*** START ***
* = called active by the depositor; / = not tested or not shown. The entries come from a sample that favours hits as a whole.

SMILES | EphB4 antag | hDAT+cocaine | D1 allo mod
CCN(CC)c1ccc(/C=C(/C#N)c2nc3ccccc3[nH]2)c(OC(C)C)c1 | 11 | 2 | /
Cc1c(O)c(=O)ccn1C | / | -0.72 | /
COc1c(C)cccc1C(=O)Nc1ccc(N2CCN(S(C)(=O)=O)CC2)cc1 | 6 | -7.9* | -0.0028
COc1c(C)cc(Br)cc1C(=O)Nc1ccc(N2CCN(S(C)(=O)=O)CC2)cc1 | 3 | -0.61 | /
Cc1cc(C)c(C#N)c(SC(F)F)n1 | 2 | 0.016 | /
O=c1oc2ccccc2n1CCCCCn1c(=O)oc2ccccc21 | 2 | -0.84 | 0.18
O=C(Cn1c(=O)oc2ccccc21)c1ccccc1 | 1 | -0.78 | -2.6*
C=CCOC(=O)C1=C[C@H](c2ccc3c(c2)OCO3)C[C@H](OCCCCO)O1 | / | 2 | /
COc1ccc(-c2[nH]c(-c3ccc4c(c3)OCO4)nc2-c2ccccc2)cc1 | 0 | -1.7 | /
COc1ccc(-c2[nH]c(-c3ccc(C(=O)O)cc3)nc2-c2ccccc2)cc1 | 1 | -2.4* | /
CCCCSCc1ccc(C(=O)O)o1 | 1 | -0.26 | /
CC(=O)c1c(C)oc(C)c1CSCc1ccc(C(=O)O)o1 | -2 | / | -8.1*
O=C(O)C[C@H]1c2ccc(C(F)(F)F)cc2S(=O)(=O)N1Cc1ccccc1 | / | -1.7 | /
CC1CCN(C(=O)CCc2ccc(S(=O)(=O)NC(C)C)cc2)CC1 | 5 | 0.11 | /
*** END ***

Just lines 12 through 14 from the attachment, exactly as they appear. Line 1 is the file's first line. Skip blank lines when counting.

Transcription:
COc1ccc(-c2[nH]c(-c3ccc(C(=O)O)cc3)nc2-c2ccccc2)cc1 | 1 | -2.4* | /
CCCCSCc1ccc(C(=O)O)o1 | 1 | -0.26 | /
CC(=O)c1c(C)oc(C)c1CSCc1ccc(C(=O)O)o1 | -2 | / | -8.1*